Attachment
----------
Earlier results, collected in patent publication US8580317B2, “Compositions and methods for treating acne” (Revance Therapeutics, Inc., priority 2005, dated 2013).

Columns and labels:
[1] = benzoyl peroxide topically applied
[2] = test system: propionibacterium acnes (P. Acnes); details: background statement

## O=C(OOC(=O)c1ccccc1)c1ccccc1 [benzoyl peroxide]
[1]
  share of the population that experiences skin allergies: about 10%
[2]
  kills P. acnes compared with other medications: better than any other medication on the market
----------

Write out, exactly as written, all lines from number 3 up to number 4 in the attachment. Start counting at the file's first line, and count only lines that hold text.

[1] = benzoyl peroxide topically applied
[2] = test system: propionibacterium acnes (P. Acnes); details: background statement